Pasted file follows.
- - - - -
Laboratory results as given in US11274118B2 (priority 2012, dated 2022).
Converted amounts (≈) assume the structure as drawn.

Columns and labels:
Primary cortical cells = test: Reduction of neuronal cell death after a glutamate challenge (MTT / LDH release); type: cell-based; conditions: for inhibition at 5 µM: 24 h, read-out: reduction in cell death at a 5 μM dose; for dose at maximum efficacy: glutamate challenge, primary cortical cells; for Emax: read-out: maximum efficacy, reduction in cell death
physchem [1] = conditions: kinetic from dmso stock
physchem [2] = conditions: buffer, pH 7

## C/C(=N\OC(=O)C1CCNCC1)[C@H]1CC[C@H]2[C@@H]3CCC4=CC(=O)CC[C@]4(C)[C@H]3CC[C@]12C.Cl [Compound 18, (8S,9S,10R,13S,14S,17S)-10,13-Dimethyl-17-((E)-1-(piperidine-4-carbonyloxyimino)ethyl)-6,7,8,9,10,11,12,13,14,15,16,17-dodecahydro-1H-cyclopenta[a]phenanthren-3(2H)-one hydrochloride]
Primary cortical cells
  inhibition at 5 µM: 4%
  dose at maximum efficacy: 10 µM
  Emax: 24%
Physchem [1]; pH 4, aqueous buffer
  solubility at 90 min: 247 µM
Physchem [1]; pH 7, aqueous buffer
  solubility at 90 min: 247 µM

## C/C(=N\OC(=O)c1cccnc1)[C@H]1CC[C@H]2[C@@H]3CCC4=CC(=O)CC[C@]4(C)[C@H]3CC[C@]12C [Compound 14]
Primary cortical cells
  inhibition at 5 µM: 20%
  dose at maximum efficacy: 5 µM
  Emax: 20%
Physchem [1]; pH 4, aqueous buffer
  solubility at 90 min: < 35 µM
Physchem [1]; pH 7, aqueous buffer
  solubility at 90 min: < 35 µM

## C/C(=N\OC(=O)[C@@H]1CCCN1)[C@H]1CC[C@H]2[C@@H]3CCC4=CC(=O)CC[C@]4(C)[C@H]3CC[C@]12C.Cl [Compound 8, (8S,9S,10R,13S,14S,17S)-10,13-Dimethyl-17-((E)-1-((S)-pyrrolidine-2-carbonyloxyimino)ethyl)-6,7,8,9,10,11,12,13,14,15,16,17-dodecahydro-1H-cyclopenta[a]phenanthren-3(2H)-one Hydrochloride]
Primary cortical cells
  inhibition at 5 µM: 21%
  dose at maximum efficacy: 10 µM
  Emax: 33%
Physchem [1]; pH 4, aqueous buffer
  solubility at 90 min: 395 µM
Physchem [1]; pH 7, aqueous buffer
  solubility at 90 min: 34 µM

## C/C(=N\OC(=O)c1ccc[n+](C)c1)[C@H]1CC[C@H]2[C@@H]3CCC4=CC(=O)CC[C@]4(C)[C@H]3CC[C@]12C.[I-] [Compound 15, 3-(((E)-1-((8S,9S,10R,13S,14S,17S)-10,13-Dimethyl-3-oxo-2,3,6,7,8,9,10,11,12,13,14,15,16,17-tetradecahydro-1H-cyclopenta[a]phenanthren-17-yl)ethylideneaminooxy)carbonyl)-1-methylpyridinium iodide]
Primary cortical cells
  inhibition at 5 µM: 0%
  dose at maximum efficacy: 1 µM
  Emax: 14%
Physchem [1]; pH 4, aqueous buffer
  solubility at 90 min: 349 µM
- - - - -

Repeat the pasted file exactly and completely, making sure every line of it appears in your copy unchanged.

Laboratory results as given in US11274118B2 (priority 2012, dated 2022).
Converted amounts (≈) assume the structure as drawn.

Columns and labels:
Primary cortical cells = test: Reduction of neuronal cell death after a glutamate challenge (MTT / LDH release); type: cell-based; conditions: for inhibition at 5 µM: 24 h, read-out: reduction in cell death at a 5 μM dose; for dose at maximum efficacy: glutamate challenge, primary cortical cells; for Emax: read-out: maximum efficacy, reduction in cell death
physchem [1] = conditions: kinetic from dmso stock
physchem [2] = conditions: buffer, pH 7

## C/C(=N\OC(=O)C1CCNCC1)[C@H]1CC[C@H]2[C@@H]3CCC4=CC(=O)CC[C@]4(C)[C@H]3CC[C@]12C.Cl [Compound 18, (8S,9S,10R,13S,14S,17S)-10,13-Dimethyl-17-((E)-1-(piperidine-4-carbonyloxyimino)ethyl)-6,7,8,9,10,11,12,13,14,15,16,17-dodecahydro-1H-cyclopenta[a]phenanthren-3(2H)-one hydrochloride]
Primary cortical cells
  inhibition at 5 µM: 4%
  dose at maximum efficacy: 10 µM
  Emax: 24%
Physchem [1]; pH 4, aqueous buffer
  solubility at 90 min: 247 µM
Physchem [1]; pH 7, aqueous buffer
  solubility at 90 min: 247 µM

## C/C(=N\OC(=O)c1cccnc1)[C@H]1CC[C@H]2[C@@H]3CCC4=CC(=O)CC[C@]4(C)[C@H]3CC[C@]12C [Compound 14]
Primary cortical cells
  inhibition at 5 µM: 20%
  dose at maximum efficacy: 5 µM
  Emax: 20%
Physchem [1]; pH 4, aqueous buffer
  solubility at 90 min: < 35 µM
Physchem [1]; pH 7, aqueous buffer
  solubility at 90 min: < 35 µM

## C/C(=N\OC(=O)[C@@H]1CCCN1)[C@H]1CC[C@H]2[C@@H]3CCC4=CC(=O)CC[C@]4(C)[C@H]3CC[C@]12C.Cl [Compound 8, (8S,9S,10R,13S,14S,17S)-10,13-Dimethyl-17-((E)-1-((S)-pyrrolidine-2-carbonyloxyimino)ethyl)-6,7,8,9,10,11,12,13,14,15,16,17-dodecahydro-1H-cyclopenta[a]phenanthren-3(2H)-one Hydrochloride]
Primary cortical cells
  inhibition at 5 µM: 21%
  dose at maximum efficacy: 10 µM
  Emax: 33%
Physchem [1]; pH 4, aqueous buffer
  solubility at 90 min: 395 µM
Physchem [1]; pH 7, aqueous buffer
  solubility at 90 min: 34 µM

## C/C(=N\OC(=O)c1ccc[n+](C)c1)[C@H]1CC[C@H]2[C@@H]3CCC4=CC(=O)CC[C@]4(C)[C@H]3CC[C@]12C.[I-] [Compound 15, 3-(((E)-1-((8S,9S,10R,13S,14S,17S)-10,13-Dimethyl-3-oxo-2,3,6,7,8,9,10,11,12,13,14,15,16,17-tetradecahydro-1H-cyclopenta[a]phenanthren-17-yl)ethylideneaminooxy)carbonyl)-1-methylpyridinium iodide]
Primary cortical cells
  inhibition at 5 µM: 0%
  dose at maximum efficacy: 1 µM
  Emax: 14%
Physchem [1]; pH 4, aqueous buffer
  solubility at 90 min: 349 µM